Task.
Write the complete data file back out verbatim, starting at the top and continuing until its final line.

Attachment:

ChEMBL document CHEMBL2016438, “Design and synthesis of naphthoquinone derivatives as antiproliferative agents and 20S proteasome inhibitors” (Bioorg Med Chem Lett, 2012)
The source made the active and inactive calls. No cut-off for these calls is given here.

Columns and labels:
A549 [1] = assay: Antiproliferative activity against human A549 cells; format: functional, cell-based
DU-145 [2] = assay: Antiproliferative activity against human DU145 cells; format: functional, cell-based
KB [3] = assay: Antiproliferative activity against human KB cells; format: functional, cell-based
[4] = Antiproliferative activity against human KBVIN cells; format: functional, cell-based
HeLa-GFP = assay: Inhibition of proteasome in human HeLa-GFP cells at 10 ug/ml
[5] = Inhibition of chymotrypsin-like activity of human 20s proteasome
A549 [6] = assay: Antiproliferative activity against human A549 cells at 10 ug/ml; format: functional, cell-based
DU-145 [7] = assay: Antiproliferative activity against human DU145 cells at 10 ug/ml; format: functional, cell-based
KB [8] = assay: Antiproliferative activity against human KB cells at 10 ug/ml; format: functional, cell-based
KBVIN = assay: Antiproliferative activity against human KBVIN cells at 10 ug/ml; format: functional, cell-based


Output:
ChEMBL document CHEMBL2016438, “Design and synthesis of naphthoquinone derivatives as antiproliferative agents and 20S proteasome inhibitors” (Bioorg Med Chem Lett, 2012)
The source made the active and inactive calls. No cut-off for these calls is given here.

Columns and labels:
A549 [1] = assay: Antiproliferative activity against human A549 cells; format: functional, cell-based
DU-145 [2] = assay: Antiproliferative activity against human DU145 cells; format: functional, cell-based
KB [3] = assay: Antiproliferative activity against human KB cells; format: functional, cell-based
[4] = Antiproliferative activity against human KBVIN cells; format: functional, cell-based
HeLa-GFP = assay: Inhibition of proteasome in human HeLa-GFP cells at 10 ug/ml
[5] = Inhibition of chymotrypsin-like activity of human 20s proteasome
A549 [6] = assay: Antiproliferative activity against human A549 cells at 10 ug/ml; format: functional, cell-based
DU-145 [7] = assay: Antiproliferative activity against human DU145 cells at 10 ug/ml; format: functional, cell-based
KB [8] = assay: Antiproliferative activity against human KB cells at 10 ug/ml; format: functional, cell-based
KBVIN = assay: Antiproliferative activity against human KBVIN cells at 10 ug/ml; format: functional, cell-based